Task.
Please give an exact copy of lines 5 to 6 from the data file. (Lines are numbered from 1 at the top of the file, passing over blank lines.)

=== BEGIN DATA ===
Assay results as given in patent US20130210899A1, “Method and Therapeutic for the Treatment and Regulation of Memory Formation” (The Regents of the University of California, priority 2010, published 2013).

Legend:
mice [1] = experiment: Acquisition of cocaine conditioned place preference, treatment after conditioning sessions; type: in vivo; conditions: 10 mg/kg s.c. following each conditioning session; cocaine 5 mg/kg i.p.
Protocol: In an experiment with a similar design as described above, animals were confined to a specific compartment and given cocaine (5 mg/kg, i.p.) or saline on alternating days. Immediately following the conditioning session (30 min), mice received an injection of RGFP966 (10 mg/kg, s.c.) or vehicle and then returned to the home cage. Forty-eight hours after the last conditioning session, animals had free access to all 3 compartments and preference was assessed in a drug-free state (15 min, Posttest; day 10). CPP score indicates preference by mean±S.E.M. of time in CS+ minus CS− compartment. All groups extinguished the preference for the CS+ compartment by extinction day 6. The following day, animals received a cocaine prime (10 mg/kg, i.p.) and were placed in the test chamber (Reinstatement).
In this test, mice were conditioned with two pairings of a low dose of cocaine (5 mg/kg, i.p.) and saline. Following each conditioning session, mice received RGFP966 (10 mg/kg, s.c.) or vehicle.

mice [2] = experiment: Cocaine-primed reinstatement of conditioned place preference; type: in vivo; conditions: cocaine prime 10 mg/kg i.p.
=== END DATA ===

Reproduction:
In this test, mice were conditioned with two pairings of a low dose of cocaine (5 mg/kg, i.p.) and saline. Following each conditioning session, mice received RGFP966 (10 mg/kg, s.c.) or vehicle.

mice [2] = experiment: Cocaine-primed reinstatement of conditioned place preference; type: in vivo; conditions: cocaine prime 10 mg/kg i.p.